The Different Types of Vaccines – Explained

You probably know that vaccines prevent life-threatening diseases. You may also know that some vaccines are only given to children, (i.e. Chickenpox and MMR – Measles, Mumps, and Rubella) whereas others require you to make repeat visits to the doctor’s office through adulthood, for ‘boosters’ (i.e. TdaP – Tetanus, Diphtheria, and acellular Pertussis).

Why are there different timelines for different vaccines? Why do some protect better than others? Why do some need boosters? 

To answer these questions, we need to discuss the different types of vaccines that exist.

Here’s a great introductory video from Ted-Ed  on the immune system that introduces the basics of the vaccine types:

Here’s what all vaccines have in common:

Vaccines “teach” your body how to defend itself when a pathogen (such as a virus or bacteria) invades. They do this by exposing you to a small, safe amount of a weakened or killed pathogen. This exposure allows your immune system to make antibodies, proteins specifically targeting a pathogen to tell your body to fight off this foreign invader. Once your body has created these antibodies, it produces an immune system ‘memory’ of sorts, that recognize and attacks that pathogen if exposed in the future. If you encounter a pathogen after receiving the relevant vaccine, your body can react quickly to prevent illness.

Now, let’s discuss the differences:

There are four main types of vaccines:

  1. Live-attenuated vaccines
  2. Inactivated vaccines
  3. Subunit, recombinant, polysaccharide, and conjugate vaccines
  4. Toxoid vaccines

Live-attenuated vaccines

Live vaccines use a weakened (attenuated) form of the virus. A common technique to attenuate pathogens is to grow them in cells in which they do not reproduce very well. Growing in a hostile environment can weaken the pathogens, and as each generation adapts to the new environment, they become weaker with respect to their natural host, humans. Eventually, they are so well adapted to the hostile environment that they no longer produce disease in humans. These are the pathogens used in vaccines.  Because these vaccines are so similar to the natural infection that they help prevent, they create the strongest, longest lasting immune response. For most live vaccines, 1 or 2 doses confer lifelong protection.

Examples:

  • Measles, mumps, and rubella (MMR) vaccine
  • Varicella (chickenpox) vaccine
  • Yellow Fever vaccine
  • Smallpox vaccine
  • Rotavirus vaccine

While live vaccines provide the best immune response, they have some limitations:

  • Because they contain weakened live virus, some individuals with weakened immune systems (i.e. HIV) should discuss with their doctor before receiving them.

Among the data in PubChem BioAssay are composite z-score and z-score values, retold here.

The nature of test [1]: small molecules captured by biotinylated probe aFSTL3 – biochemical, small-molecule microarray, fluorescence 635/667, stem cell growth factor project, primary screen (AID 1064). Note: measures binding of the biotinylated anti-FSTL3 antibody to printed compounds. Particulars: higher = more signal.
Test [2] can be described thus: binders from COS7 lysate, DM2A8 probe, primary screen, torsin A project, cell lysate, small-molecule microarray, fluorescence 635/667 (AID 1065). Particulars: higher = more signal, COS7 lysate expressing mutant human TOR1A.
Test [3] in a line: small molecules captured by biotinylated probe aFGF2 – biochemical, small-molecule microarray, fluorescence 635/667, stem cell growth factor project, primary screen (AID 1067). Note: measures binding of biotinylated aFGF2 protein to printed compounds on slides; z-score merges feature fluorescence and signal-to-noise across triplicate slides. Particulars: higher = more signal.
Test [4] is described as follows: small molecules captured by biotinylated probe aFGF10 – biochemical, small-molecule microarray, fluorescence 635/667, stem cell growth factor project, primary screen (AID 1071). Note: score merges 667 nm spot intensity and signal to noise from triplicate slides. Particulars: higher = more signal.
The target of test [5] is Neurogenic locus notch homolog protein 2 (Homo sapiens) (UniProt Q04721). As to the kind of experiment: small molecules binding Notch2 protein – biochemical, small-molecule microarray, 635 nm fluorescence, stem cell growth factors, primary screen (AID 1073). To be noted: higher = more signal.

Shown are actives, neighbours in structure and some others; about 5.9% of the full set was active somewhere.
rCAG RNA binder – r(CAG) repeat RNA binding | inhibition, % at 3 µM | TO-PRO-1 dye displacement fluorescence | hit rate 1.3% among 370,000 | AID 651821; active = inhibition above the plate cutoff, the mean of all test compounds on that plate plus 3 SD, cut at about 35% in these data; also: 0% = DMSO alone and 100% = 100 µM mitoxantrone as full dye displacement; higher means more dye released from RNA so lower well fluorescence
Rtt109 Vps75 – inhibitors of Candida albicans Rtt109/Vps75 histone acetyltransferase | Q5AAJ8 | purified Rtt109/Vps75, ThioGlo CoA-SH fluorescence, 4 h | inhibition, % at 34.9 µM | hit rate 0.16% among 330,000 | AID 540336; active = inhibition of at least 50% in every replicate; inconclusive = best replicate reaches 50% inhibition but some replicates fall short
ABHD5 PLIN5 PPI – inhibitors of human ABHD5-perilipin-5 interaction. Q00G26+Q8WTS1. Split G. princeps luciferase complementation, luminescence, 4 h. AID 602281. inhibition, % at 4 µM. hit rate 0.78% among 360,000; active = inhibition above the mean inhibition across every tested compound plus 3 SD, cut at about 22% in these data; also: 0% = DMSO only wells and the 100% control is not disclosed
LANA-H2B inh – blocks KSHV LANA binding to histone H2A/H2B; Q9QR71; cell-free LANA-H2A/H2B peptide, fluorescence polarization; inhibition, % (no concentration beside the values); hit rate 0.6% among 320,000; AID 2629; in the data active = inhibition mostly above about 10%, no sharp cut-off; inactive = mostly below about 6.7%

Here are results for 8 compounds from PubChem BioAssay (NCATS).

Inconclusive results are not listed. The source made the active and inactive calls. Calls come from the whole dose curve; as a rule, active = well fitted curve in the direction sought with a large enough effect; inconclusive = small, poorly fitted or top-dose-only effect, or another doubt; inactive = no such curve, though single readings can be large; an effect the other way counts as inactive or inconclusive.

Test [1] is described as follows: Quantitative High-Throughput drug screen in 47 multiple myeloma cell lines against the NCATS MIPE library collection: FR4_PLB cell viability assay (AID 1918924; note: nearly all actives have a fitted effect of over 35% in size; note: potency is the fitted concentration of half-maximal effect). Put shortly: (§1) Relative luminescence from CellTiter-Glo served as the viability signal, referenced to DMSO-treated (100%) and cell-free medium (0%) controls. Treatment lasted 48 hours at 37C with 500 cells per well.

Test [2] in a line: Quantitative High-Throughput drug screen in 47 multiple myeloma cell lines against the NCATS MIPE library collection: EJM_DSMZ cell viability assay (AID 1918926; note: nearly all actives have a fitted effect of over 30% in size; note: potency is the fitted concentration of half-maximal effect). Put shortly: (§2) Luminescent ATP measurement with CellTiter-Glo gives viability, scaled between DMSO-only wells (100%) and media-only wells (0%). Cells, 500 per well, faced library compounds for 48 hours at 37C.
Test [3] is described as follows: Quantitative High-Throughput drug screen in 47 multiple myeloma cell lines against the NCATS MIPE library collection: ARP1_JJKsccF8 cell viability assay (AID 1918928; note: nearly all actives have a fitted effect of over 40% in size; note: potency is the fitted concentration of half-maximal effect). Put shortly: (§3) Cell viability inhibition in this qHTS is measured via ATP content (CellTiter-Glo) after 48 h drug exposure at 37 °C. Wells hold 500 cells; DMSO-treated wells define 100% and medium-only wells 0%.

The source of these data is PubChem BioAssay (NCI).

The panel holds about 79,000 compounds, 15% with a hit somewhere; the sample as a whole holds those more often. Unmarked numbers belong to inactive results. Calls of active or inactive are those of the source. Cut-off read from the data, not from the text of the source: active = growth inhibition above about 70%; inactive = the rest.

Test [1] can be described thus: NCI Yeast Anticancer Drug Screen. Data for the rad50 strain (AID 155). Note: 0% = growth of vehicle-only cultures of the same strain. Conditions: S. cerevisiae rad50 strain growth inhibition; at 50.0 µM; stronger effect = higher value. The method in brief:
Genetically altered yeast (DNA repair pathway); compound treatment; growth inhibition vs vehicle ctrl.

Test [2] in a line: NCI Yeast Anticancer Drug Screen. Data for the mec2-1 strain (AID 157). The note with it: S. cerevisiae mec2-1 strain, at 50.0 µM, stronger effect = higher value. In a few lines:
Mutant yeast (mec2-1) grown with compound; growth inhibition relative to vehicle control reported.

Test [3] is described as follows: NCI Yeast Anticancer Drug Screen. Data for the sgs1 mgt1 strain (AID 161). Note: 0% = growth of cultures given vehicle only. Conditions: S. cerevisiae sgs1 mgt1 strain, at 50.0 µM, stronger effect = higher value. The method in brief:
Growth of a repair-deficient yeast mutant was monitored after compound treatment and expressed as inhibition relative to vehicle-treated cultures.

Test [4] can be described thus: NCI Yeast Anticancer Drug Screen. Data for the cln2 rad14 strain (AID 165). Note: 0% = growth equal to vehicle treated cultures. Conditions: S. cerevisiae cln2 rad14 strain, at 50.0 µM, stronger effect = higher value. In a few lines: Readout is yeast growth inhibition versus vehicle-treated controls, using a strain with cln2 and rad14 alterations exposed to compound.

• They need to be kept cool to preserve their effectiveness – this makes their use difficult in very poor countries with limited access to cooling options.

Inactivated (killed) vaccines

Inactivated vaccines use the killed version of the germ that causes a disease. Rather than attenuated, this version is chemically processed to be completely inactivated (via heat, radiation, or chemical processing). As a result, these vaccines don’t provide as strong immunity as live vaccines. Many inactivated vaccines thus require booster shots to maintain immunity over long periods of time.

Examples: 

  • Hepatitis A
  • Flu (shot only)
  • Polio (shot only)

Subunit, recombinant, polysaccharide, and conjugate vaccines

Subunit vaccines use part of a pathogen to provoke a response from the immune system (usually a specific surface protein).

Recombinant vaccines are essentially genetically engineered subunit vaccines, where a gene coding for a vaccine protein is inserted into another virus. When this ‘carrier’ virus reproduces, the vaccine protein is created and recognized by the immune system.

Polysaccharide vaccines are a type of subunit vaccines composed of long chains of sugar molecules on the surface of certain bacteria.

Conjugate vaccines are made using a combination of bacterial coatings, which are linked to a carrier protein. This combination is used as the vaccine. These vaccines create a more powerful immune response because the bacterial coating on its own would not  generate a strong enough immune response.

All the vaccines listed above can be recognized by the body to make antibodies to fight future infection, but usually do not provide immunity that’s as strong as live vaccines. This is why you might need booster shots to maintain immunity.

Examples:

  • Hib (Haemophilus influenzae type b) disease
  • Hepatitis B
  • HPV (Human papillomavirus)
  • Pertussis (Whooping cough, part of the DTaP vaccine)
  • Pneumococcal disease (PCV)
  • Meningococcal disease (Meningitis vaccines)
  • Shingles

Toxoid vaccines

Toxoid vaccines contain a toxin or chemical made by the bacteria or virus that causes disease. These vaccines do not make you immune to the infection itself, but rather to the harmful effects of the infection. Toxins can be inactivated by treating them with formalin (a solution of formaldehyde and sterilized water). These safe, treated toxins are called toxoids. These vaccines yield a lower immune response, and usually require an adjuvant, which is a chemical substance that boosts the immune response, to generate immunity. Again, these vaccines may not confer lifelong immunity, and you will need booster shots for ongoing immunity (or after exposure to the potential toxin).

Examples:

  • Diphtheria
  • Tetanus toxoid

This is not an exhaustive explanation of the differences between vaccine types, but hopefully helps understand the four major types of vaccines which exist today.  For more detail, check out the References below.

References

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